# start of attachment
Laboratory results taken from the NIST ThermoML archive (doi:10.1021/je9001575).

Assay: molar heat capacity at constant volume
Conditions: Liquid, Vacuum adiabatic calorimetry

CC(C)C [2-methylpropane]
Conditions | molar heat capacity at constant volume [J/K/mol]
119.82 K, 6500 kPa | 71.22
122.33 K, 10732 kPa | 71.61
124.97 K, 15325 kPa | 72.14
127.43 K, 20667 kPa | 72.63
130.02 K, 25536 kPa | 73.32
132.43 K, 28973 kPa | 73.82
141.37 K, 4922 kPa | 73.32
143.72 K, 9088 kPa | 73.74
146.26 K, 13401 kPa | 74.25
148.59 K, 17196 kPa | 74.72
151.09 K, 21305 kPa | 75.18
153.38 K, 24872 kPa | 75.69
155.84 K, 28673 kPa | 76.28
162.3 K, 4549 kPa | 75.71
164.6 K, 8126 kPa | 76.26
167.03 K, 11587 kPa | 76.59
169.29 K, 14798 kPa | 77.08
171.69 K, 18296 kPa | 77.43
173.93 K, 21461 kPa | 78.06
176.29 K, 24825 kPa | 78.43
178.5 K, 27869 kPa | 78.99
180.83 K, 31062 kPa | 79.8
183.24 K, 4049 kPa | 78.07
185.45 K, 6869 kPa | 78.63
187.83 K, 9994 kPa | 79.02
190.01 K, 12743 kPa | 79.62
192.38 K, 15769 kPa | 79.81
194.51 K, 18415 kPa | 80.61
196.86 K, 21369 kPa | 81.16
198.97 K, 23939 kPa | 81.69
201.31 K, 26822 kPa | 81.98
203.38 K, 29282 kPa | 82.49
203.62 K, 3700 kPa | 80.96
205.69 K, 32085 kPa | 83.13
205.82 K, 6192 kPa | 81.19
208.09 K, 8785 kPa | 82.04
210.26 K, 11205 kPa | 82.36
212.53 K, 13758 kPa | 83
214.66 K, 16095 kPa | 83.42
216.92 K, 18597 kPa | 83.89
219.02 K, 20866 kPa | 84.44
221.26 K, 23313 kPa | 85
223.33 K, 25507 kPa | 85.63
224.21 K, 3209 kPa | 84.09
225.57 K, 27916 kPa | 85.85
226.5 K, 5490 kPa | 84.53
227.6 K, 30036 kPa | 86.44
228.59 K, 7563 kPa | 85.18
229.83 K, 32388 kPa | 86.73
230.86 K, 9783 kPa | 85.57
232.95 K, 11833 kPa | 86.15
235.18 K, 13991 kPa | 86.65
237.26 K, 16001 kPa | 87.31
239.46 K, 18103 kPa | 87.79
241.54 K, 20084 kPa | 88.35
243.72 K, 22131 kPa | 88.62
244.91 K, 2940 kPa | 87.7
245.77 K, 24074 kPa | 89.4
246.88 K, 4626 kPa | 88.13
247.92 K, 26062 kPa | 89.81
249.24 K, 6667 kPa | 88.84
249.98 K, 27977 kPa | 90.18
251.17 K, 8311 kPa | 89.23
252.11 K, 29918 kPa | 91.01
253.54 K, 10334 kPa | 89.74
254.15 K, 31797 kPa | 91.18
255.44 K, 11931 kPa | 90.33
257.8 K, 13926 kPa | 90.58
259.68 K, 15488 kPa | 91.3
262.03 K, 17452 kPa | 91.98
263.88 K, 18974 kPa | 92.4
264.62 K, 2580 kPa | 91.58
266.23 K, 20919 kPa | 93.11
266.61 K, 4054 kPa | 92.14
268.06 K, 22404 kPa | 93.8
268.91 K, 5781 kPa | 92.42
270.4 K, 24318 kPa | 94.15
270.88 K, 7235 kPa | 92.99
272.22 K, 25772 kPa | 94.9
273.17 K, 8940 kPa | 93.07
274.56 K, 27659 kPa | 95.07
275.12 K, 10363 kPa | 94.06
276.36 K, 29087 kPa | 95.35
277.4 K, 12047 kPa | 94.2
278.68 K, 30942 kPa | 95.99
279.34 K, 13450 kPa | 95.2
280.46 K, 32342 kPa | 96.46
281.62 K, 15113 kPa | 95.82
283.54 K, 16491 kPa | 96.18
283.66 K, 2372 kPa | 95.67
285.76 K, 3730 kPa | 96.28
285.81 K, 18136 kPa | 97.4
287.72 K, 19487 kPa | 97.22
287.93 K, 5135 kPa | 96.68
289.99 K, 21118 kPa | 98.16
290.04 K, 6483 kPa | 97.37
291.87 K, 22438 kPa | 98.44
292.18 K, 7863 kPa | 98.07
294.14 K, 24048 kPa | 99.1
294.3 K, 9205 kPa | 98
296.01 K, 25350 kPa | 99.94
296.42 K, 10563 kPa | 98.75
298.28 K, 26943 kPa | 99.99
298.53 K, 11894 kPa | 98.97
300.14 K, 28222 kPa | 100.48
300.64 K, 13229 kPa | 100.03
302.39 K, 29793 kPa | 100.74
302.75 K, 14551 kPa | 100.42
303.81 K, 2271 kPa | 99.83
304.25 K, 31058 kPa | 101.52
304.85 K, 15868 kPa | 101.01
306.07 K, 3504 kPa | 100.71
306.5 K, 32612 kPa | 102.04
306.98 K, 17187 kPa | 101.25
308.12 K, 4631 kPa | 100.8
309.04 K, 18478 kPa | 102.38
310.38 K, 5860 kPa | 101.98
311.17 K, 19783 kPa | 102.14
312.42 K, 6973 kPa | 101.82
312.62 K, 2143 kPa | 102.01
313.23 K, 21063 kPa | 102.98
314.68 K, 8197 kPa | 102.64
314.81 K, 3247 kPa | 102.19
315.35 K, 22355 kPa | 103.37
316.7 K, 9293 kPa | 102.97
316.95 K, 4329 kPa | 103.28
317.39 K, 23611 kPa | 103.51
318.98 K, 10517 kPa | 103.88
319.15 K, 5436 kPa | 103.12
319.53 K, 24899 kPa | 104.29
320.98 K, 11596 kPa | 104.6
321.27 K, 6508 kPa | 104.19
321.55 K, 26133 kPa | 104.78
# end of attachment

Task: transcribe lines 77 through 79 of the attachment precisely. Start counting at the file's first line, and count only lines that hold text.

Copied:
264.62 K, 2580 kPa | 91.58
266.23 K, 20919 kPa | 93.11
266.61 K, 4054 kPa | 92.14